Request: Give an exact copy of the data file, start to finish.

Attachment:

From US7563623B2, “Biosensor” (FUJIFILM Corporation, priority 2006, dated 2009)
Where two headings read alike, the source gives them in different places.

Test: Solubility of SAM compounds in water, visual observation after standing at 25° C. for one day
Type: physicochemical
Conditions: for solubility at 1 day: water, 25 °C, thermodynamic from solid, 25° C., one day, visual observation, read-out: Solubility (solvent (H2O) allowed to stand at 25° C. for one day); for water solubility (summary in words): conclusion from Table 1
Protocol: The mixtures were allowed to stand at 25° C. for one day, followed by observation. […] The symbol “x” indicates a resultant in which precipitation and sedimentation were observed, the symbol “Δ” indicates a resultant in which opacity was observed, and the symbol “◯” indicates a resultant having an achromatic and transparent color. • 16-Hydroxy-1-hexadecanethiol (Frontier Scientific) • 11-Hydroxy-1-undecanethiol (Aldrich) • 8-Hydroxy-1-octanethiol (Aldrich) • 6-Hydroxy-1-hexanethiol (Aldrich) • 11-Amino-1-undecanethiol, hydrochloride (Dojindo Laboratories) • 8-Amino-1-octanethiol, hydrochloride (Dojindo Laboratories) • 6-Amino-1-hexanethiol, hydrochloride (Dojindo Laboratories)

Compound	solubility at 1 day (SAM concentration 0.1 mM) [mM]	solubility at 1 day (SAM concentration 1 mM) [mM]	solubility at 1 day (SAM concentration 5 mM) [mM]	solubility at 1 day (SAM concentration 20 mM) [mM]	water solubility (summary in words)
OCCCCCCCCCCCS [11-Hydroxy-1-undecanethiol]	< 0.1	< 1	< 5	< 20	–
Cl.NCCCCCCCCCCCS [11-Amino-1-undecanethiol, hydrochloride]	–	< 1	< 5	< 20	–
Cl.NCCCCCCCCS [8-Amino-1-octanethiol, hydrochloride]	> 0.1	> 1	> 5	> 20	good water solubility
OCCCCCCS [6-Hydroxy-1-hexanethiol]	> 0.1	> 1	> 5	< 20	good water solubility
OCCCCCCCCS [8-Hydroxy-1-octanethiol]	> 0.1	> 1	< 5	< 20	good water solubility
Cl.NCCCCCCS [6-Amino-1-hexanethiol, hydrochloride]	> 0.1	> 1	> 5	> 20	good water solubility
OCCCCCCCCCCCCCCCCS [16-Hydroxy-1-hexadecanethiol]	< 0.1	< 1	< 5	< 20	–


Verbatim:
From US7563623B2, “Biosensor” (FUJIFILM Corporation, priority 2006, dated 2009)
Where two headings read alike, the source gives them in different places.

Test: Solubility of SAM compounds in water, visual observation after standing at 25° C. for one day
Type: physicochemical
Conditions: for solubility at 1 day: water, 25 °C, thermodynamic from solid, 25° C., one day, visual observation, read-out: Solubility (solvent (H2O) allowed to stand at 25° C. for one day); for water solubility (summary in words): conclusion from Table 1
Protocol: The mixtures were allowed to stand at 25° C. for one day, followed by observation. […] The symbol “x” indicates a resultant in which precipitation and sedimentation were observed, the symbol “Δ” indicates a resultant in which opacity was observed, and the symbol “◯” indicates a resultant having an achromatic and transparent color. • 16-Hydroxy-1-hexadecanethiol (Frontier Scientific) • 11-Hydroxy-1-undecanethiol (Aldrich) • 8-Hydroxy-1-octanethiol (Aldrich) • 6-Hydroxy-1-hexanethiol (Aldrich) • 11-Amino-1-undecanethiol, hydrochloride (Dojindo Laboratories) • 8-Amino-1-octanethiol, hydrochloride (Dojindo Laboratories) • 6-Amino-1-hexanethiol, hydrochloride (Dojindo Laboratories)

Compound	solubility at 1 day (SAM concentration 0.1 mM) [mM]	solubility at 1 day (SAM concentration 1 mM) [mM]	solubility at 1 day (SAM concentration 5 mM) [mM]	solubility at 1 day (SAM concentration 20 mM) [mM]	water solubility (summary in words)
OCCCCCCCCCCCS [11-Hydroxy-1-undecanethiol]	< 0.1	< 1	< 5	< 20	–
Cl.NCCCCCCCCCCCS [11-Amino-1-undecanethiol, hydrochloride]	–	< 1	< 5	< 20	–
Cl.NCCCCCCCCS [8-Amino-1-octanethiol, hydrochloride]	> 0.1	> 1	> 5	> 20	good water solubility
OCCCCCCS [6-Hydroxy-1-hexanethiol]	> 0.1	> 1	> 5	< 20	good water solubility
OCCCCCCCCS [8-Hydroxy-1-octanethiol]	> 0.1	> 1	< 5	< 20	good water solubility
Cl.NCCCCCCS [6-Amino-1-hexanethiol, hydrochloride]	> 0.1	> 1	> 5	> 20	good water solubility
OCCCCCCCCCCCCCCCCS [16-Hydroxy-1-hexadecanethiol]	< 0.1	< 1	< 5	< 20	–